But this is Notre Dame, and that means it has to balance several things at once. The team has to be great, the money has to keep rolling in, and it all has to be done in the spirit of what being Notre Dame is supposed to be – whether the reality of the ideal is phony or not. All of that requires bringing in the best players possible and winning lots and lots of games.

As magical and wonderful as the 2012 season might have been, the BCS championship loss to Alabama only exposed just how far Notre Dame had to go to really and truly be among the elite of the college football elite. That’s not taking away anything that happened two years ago – there’s no such thing as a cheap 12-0 regular season record with that schedule – but the Irish simply didn’t have the talent to hang around with a rested and motivated Crimson Tide team. Going forward, will Notre Dame simply be able to New York Yankee it up and buy any top recruit it wants to in order to be as good as that Alabama team or 2013 Florida State? It won't be that easy, but there's a good chance that Notre Dame will be able to create its own rules on how this works.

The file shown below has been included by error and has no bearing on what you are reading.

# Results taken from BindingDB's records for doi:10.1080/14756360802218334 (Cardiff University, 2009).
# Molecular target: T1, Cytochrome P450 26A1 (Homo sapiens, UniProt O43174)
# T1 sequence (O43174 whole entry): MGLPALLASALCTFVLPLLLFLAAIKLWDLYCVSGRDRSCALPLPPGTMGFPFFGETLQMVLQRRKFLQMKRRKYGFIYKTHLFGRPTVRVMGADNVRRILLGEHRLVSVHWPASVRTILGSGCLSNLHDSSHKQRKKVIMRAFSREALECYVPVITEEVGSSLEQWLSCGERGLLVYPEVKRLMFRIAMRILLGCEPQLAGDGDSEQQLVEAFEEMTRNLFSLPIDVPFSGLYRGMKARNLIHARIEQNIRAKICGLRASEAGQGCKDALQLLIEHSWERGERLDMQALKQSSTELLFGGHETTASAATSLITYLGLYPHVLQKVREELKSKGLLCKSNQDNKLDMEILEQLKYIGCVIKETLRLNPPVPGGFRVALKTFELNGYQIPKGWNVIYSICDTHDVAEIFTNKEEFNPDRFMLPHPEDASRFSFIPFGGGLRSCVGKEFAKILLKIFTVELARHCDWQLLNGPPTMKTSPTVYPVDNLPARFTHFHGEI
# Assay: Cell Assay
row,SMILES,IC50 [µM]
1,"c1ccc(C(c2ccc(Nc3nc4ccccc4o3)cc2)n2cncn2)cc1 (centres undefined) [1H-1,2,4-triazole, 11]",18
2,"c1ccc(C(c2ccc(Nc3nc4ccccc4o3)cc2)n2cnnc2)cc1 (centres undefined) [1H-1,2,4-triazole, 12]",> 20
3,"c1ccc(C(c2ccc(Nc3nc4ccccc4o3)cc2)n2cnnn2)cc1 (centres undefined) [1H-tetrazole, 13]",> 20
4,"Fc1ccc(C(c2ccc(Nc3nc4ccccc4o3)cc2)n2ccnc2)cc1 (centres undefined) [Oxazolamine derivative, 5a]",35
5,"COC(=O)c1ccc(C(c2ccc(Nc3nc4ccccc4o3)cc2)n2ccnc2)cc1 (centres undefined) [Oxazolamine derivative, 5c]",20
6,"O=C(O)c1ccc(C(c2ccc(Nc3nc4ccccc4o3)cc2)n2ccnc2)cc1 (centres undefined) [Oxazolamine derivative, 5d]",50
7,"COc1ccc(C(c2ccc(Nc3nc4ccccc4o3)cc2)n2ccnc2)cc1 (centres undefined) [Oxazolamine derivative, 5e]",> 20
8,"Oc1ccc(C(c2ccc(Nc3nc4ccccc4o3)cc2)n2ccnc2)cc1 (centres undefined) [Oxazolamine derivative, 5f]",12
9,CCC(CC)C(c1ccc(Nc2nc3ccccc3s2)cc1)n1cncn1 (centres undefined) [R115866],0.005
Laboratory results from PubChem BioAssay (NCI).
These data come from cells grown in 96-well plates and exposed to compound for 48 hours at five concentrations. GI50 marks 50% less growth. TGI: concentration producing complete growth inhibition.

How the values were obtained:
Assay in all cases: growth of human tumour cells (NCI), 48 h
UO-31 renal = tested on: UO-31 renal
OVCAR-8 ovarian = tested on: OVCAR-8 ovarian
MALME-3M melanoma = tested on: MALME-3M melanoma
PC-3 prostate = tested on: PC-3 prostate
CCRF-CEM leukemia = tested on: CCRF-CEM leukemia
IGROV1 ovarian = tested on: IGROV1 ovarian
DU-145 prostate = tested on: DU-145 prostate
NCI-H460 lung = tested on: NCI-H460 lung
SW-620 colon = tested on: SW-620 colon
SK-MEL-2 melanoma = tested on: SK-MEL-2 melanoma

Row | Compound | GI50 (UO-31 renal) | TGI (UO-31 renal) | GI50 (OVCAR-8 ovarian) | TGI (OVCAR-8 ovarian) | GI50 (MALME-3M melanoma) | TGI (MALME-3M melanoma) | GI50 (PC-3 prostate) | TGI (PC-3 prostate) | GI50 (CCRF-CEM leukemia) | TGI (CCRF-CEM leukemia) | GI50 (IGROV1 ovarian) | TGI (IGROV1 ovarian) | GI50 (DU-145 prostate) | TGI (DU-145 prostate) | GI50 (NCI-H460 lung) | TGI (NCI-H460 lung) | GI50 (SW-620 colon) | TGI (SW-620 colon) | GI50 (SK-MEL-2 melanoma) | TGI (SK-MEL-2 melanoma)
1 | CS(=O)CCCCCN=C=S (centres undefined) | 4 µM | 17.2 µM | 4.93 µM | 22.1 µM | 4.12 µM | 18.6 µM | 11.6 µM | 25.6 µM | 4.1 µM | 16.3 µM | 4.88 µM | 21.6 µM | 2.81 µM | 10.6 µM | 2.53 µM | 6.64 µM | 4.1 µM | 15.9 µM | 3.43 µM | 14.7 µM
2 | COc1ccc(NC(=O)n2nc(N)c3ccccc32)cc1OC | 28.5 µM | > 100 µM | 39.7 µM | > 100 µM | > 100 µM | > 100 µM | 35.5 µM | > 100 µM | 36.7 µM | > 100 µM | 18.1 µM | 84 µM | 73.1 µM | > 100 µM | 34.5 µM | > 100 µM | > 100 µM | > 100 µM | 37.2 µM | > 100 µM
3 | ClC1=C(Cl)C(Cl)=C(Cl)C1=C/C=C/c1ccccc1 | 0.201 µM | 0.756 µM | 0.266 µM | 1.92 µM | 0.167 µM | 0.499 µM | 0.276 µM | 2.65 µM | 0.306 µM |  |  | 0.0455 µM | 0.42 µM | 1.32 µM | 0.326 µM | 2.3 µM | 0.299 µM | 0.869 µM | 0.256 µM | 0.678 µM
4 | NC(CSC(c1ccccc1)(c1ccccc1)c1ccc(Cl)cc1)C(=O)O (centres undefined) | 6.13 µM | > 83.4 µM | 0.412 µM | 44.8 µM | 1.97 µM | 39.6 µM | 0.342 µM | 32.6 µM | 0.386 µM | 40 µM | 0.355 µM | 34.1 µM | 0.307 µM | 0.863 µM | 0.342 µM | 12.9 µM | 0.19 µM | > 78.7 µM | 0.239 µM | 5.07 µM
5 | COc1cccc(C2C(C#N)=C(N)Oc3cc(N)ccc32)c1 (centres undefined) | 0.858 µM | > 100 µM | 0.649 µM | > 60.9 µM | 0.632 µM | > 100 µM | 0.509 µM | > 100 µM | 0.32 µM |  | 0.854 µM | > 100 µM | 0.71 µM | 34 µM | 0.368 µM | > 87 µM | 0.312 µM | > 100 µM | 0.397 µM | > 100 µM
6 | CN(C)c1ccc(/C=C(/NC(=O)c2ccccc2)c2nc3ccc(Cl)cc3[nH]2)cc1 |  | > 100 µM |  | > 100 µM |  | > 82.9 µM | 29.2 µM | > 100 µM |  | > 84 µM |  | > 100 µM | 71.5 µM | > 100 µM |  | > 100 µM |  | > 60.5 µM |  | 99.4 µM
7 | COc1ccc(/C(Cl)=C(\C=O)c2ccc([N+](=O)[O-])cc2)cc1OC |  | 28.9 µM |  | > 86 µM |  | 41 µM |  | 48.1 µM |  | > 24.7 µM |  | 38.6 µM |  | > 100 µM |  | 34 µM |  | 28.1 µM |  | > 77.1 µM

All the garbage and all the silliness surrounding the idea of what you can and cannot give players to play college athletics is changing, and while unionization probably isn’t as close as some would like to believe, the big conference commissioners are taking care of that themselves. With the Power Five conferences – ACC, Big Ten, Big 12, Pac-12 and SEC – all looking to impolitely push out the NCAA, they’re changing the way things are done, and that means more money and more flexibility on how the business side of major college athletics is handled. To put it bluntly, the SEC wants to figure out how it can play players, and everyone else is looking to keep up without being too obscene. Potentially, no one can do that better than Notre Dame.